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What to Do If You Applied to a Fake Job Post

May 30, 2024

You did all the right things: you researched the job market, perfected your résumé and cover letter, and diligently applied to several job openings. Then, after spotting some red flags, you suspect you may have inadvertently applied for a fake job posting.

Unfortunately, you’re not alone. In fact, according to the “Scam Tracker Risk Report” released by the Better Business Bureau in March 2024, employment scams are now the second most risky type of scam, surpassed only by online purchases.

Being the victim of a job scam can result in some serious issues, such as identity theft and banking fraud, but the good news is that there are a few steps you can take to report the crime and protect yourself in the future.

Federal Trade Commission

If you find yourself in a situation where you’ve sent money or a gift card to a scammer, or if the scammer has made an unauthorized transfer from your bank account, the Federal Trade Commission (FTC) is your ally. They recommend that you promptly contact the company you used to send the funds (whether that was your bank, credit card company, gift card company, wire transfer company, etc.), inform them of the fraudulent charge, and request them to reverse the transaction and return the funds to you.

In addition, you can report the job scam to the FTC at ReportFraud.ftc.gov. Here’s what the process looks like:

  • Fill out the FTC’s online form to complete your report. They’ll ask for details such as whether you sent the scammer any money, how much you sent, and when you sent it. You’ll also be asked for the scammer’s contact information, if available. If you have any documentation from the scam, you can also provide it in the report.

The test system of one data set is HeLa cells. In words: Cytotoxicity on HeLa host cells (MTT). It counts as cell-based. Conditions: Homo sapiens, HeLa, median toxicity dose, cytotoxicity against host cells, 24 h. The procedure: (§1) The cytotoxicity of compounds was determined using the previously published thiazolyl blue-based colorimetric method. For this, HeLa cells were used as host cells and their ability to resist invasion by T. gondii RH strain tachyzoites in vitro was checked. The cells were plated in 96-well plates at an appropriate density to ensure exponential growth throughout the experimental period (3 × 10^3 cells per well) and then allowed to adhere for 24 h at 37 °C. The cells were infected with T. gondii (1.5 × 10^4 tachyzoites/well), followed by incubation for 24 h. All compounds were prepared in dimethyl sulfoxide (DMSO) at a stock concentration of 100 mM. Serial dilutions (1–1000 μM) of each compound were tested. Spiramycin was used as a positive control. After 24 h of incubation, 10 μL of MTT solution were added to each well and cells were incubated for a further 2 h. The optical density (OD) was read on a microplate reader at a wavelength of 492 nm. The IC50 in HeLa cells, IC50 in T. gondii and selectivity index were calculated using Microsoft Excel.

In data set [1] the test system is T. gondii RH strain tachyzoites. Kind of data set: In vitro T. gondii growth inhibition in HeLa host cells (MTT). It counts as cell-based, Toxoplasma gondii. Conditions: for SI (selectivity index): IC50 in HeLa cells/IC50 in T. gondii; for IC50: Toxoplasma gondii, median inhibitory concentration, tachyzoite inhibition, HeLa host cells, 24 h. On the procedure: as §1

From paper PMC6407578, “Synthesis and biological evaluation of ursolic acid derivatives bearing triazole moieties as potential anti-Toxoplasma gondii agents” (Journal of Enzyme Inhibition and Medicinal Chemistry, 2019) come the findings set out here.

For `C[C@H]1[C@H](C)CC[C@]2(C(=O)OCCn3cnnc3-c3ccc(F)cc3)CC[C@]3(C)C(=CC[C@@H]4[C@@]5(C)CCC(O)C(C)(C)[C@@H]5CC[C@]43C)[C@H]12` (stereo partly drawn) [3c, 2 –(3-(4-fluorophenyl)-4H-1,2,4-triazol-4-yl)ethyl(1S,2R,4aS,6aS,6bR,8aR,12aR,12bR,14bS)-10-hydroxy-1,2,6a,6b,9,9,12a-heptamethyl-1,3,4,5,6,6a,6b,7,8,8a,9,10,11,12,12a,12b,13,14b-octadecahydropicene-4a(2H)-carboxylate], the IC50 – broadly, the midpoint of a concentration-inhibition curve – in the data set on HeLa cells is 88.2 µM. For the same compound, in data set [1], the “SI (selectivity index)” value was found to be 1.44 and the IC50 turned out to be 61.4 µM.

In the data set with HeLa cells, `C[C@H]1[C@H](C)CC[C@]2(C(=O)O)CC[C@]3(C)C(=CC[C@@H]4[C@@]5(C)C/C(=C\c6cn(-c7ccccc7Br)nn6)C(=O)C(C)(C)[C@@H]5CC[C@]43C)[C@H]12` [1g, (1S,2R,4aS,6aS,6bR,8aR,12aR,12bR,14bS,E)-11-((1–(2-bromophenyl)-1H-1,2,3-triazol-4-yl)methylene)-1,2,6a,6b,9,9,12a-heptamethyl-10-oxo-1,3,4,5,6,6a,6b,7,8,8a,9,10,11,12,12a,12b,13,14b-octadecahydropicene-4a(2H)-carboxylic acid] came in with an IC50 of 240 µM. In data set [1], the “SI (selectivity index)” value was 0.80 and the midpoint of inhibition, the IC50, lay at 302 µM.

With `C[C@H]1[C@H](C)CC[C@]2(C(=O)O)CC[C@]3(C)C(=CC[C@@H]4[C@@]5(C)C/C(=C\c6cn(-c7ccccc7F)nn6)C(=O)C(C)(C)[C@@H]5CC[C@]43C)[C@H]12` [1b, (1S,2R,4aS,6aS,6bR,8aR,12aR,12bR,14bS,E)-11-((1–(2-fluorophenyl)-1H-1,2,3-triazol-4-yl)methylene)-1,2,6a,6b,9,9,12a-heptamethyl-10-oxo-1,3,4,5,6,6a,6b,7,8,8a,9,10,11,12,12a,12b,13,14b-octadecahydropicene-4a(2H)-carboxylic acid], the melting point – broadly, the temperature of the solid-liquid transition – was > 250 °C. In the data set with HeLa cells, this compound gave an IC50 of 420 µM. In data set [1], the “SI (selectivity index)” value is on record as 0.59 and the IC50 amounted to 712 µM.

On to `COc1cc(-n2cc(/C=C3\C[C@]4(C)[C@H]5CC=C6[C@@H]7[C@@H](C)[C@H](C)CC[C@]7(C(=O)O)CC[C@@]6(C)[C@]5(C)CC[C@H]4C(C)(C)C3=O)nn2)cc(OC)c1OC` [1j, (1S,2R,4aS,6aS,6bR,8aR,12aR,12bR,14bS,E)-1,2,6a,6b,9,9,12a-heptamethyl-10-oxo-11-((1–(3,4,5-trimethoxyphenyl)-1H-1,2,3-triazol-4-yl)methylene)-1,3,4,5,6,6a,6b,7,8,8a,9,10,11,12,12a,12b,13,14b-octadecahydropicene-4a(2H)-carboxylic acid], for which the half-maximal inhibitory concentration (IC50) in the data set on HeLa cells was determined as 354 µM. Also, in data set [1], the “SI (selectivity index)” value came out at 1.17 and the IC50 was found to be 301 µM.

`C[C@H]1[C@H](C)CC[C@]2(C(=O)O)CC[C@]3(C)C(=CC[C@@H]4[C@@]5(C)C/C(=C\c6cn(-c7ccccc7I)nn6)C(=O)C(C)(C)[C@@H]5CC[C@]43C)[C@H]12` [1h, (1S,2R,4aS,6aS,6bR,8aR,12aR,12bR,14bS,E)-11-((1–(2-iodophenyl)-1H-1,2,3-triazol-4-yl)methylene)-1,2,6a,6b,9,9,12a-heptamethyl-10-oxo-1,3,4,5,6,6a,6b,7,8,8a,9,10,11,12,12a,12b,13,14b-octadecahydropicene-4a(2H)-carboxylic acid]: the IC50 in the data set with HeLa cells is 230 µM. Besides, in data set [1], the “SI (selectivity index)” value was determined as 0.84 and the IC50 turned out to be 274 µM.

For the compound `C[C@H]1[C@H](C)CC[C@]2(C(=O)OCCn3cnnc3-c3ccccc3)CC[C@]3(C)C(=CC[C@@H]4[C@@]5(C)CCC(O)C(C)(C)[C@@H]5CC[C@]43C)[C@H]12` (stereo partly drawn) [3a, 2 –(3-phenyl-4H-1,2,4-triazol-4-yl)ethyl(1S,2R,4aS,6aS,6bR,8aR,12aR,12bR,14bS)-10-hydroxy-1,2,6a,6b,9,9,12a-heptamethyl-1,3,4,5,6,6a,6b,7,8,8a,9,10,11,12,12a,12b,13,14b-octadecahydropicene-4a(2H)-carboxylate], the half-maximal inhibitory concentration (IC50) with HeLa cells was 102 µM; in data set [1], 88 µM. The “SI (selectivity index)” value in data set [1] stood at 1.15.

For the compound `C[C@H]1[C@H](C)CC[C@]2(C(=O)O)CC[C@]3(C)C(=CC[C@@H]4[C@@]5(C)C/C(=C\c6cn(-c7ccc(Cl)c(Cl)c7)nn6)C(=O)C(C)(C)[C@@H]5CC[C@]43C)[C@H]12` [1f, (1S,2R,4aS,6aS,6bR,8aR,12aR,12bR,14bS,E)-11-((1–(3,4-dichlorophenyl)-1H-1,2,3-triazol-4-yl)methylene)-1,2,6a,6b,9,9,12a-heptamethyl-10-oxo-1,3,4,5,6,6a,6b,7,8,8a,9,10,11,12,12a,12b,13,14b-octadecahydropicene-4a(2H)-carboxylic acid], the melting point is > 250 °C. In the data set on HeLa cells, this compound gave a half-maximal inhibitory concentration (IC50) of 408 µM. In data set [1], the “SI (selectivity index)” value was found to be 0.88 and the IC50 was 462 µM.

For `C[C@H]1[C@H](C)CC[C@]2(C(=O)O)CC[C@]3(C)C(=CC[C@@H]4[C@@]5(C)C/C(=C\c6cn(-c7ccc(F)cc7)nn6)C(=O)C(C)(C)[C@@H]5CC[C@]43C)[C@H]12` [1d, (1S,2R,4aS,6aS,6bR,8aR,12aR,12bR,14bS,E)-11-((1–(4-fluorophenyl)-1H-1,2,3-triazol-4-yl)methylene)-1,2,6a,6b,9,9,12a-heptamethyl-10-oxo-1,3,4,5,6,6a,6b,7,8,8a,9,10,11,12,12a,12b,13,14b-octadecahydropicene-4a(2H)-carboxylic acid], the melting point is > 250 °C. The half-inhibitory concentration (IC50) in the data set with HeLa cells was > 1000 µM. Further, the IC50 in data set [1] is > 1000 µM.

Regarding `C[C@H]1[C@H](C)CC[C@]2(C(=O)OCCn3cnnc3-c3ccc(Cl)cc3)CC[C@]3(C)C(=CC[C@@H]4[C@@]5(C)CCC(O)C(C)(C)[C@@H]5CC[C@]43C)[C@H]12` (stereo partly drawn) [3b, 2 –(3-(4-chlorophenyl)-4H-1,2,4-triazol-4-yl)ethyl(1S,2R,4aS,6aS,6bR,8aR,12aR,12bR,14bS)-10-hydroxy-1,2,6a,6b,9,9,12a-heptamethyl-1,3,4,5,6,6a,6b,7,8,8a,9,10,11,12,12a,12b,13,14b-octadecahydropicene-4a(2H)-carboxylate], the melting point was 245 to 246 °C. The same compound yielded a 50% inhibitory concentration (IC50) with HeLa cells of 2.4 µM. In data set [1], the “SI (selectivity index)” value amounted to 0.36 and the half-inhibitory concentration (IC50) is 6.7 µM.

• The FTC will provide guidance on what to do next. (Depending on the nature of the scam, they may recommend that you file your report with the Consumer Financial Protection Bureau instead. You may also be directed to contact your state attorney general. Older adults and people with disabilities can also contact their local adult protective services agency.)
  • Your report will also be added to the FTC’s Consumer Sentinel database, where federal, state, and local law enforcement can access it when investigating the scam and others like it.

Be aware that the FTC does not respond to individual fraud reports, and they will not take action on your behalf. However, they will use your report—and others—to conduct investigations and bring cases against scammers. If they can recover funds from a case, they will return that money to anyone who reported the scam.

If the scammer stole your personal information, you can report the identity theft to the FTC at IdentityTheft.gov. First, you’ll complete their online questionnaire. The FTC will then use the information from your report to create your personalized recovery plan, including information on how to monitor your credit. If you create an account on the FTC’s website, they will also guide you through the recovery steps, track your progress, update your recovery plan along the way, and even prefill any forms and letters you’ll need to send throughout the process.

Internet Crime Complaint Center

The Internet Crime Complaint Center (IC3) is run by the Federal Bureau of Investigation (FBI) to investigate cybercrime. When filing a report with the IC3, you’ll be asked to provide the following:

  • Your contact information
  • Details of any financial information (such as your account information, the date and amount of the transaction, and the name of the recipient)